# Exploratory Data Analysis: Conceptual Foundations of Empirical Cumulative Distribution Functions

June 24, 2013 8 Comments

#### Introduction

Continuing my recent series on exploratory data analysis (EDA), this post focuses on the conceptual foundations of empirical cumulative distribution functions (CDFs); in a separate post, I will show how to plot them in R. (Previous posts in this series include descriptive statistics, box plots, kernel density estimation, and violin plots.)

To give you a sense of what an empirical CDF looks like, here is an example created from 100 randomly generated numbers from the standard normal distribution. The ecdf() function in R was used to generate this plot; the entire code is provided at the end of this post, but read my next post for more detail on how to generate plots of empirical CDFs in R.

**Read to rest of this post to learn what an empirical CDF is and how to produce the above plot!
**

#### What is an Empirical Cumulative Distribution Function?

An empirical cumulative distribution function (CDF) is a non-parametric estimator of the underlying CDF of a random variable. It assigns a probability of to each datum, orders the data from smallest to largest in value, and calculates the sum of the assigned probabilities up to and including each datum. The result is a step function that increases by at each datum.

The empirical CDF is usually denoted by or , and is defined as

is the indicator function. It has 2 possible values: 1 if the event inside the brackets occurs, and 0 if not.

Essentially, to calculate the value of at ,

- count the number of data less than or equal to
- divide the number found in Step #1 by the total number of data in the sample

#### Why is the Empirical Cumulative Distribution Useful in Exploratory Data Analysis?

The empirical CDF is useful because

- it approximates the true CDF well if the sample size (the number of data) is large, and knowing the distribution is helpful for statistical inference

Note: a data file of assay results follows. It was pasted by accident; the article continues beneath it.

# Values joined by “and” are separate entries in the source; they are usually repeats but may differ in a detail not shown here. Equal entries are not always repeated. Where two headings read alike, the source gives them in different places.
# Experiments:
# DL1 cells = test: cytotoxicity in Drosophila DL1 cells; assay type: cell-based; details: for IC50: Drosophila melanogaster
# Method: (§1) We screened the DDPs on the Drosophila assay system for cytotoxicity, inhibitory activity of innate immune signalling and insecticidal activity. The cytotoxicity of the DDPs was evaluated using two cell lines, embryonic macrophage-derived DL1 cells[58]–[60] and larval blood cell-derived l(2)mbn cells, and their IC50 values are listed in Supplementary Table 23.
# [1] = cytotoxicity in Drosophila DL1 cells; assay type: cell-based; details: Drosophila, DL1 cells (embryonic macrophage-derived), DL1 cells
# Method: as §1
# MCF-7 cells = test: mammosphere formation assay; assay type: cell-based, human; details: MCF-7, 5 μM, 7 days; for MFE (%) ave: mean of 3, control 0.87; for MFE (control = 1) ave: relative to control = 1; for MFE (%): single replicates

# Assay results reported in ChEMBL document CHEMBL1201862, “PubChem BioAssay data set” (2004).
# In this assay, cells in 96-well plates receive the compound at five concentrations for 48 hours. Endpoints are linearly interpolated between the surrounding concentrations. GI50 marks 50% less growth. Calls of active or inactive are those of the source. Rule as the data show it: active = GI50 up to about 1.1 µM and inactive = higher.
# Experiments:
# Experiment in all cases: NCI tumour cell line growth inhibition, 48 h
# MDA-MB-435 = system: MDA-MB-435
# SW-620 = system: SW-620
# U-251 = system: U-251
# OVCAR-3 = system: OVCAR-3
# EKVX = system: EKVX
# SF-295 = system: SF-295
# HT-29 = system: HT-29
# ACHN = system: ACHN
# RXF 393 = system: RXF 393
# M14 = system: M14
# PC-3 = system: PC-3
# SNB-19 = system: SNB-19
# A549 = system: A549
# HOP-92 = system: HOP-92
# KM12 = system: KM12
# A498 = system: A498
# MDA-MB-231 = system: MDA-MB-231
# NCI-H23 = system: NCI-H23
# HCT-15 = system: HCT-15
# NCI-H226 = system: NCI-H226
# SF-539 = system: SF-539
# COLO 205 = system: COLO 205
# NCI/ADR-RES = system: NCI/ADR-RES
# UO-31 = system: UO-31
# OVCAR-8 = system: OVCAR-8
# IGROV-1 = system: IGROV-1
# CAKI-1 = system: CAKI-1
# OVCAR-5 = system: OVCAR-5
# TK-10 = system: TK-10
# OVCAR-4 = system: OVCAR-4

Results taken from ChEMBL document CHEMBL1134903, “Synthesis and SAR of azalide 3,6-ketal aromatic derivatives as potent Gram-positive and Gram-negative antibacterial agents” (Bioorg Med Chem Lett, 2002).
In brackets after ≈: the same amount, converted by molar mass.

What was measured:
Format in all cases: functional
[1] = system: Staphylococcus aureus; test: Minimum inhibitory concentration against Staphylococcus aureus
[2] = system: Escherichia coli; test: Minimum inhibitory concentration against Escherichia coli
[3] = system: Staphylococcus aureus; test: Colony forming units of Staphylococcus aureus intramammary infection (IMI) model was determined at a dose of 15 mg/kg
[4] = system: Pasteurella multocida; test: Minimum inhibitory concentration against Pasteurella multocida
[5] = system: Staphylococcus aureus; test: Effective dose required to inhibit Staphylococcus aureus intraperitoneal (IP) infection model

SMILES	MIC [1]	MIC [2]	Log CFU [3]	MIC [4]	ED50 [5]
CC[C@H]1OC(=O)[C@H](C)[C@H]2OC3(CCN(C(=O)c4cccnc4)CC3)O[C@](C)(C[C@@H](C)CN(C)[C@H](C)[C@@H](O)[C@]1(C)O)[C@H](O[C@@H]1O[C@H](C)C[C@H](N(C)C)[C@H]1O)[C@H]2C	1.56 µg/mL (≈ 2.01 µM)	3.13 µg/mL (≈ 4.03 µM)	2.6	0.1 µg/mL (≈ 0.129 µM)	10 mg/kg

- a plot of the empirical CDF can be visually compared to known CDFs of frequently used distributions to check if the data came from one of those common distributions
- it can visually display “how fast” the CDF increases to 1; plotting key quantiles like the quartiles can be useful to “get a feel” for the data

#### Some Mathematical Statistics of the Empirical Distribution Function

Some appealing properties of the empirical CDF can be obtained from mathematical statistics.

1) For a fixed , is a Bernoulli random variable with a probability of equalling 1. Thus, its expected value is

,

which means that is an unbiased estimator of for a fixed . Also note that its variance is

.

2) By summation of all of these Bernoulli random variables, is a binomial random variable. Thus,

, so

is also an unbiased estimator of .

Also note that

.

Thus, for a fixed , has a lower variance than .

3) By the Glivenko-Cantelli theorem, is a consistent estimator of . In fact, converges uniformly to .

Here is the code for generating the plot of the empirical CDF of the random standard normal numbers; the plot is given again after the code. For the sake of brevity, I will describe in detail how to generate this and other plots of empirical CDFs in a separate post; in fact, I will show 2 different ways of doing so in R!

##### Empirical Distribution Function ##### By Eric Cai - The Chemical Statistician # set the seed for consistent replication of random numbers set.seed(1) # generate 100 random numbers from the standard normal distribution normal.numbers = rnorm(100) # empirical normal CDF of the 100 normal random numbers normal.ecdf = ecdf(normal.numbers) # plot normal.ecdf (notice that the only argument needed is normal.ecdf) # use png() and dev.off() to print this plot to your chosen folder png('INSERT YOUR DIRECTORY PATH HERE/ecdf standard normal.png') plot(normal.ecdf, xlab = 'Quantiles of Random Standard Normal Numbers', ylab = '', main = 'Empirical Cumluative Distribution\nStandard Normal Quantiles') # add label to y-axis with mtext() # side = 2 denotes the left veritical axis # line = 2.5 sets the position of the label mtext(text = expression(hat(F)[n](x)), side = 2, line = 2.5) dev.off()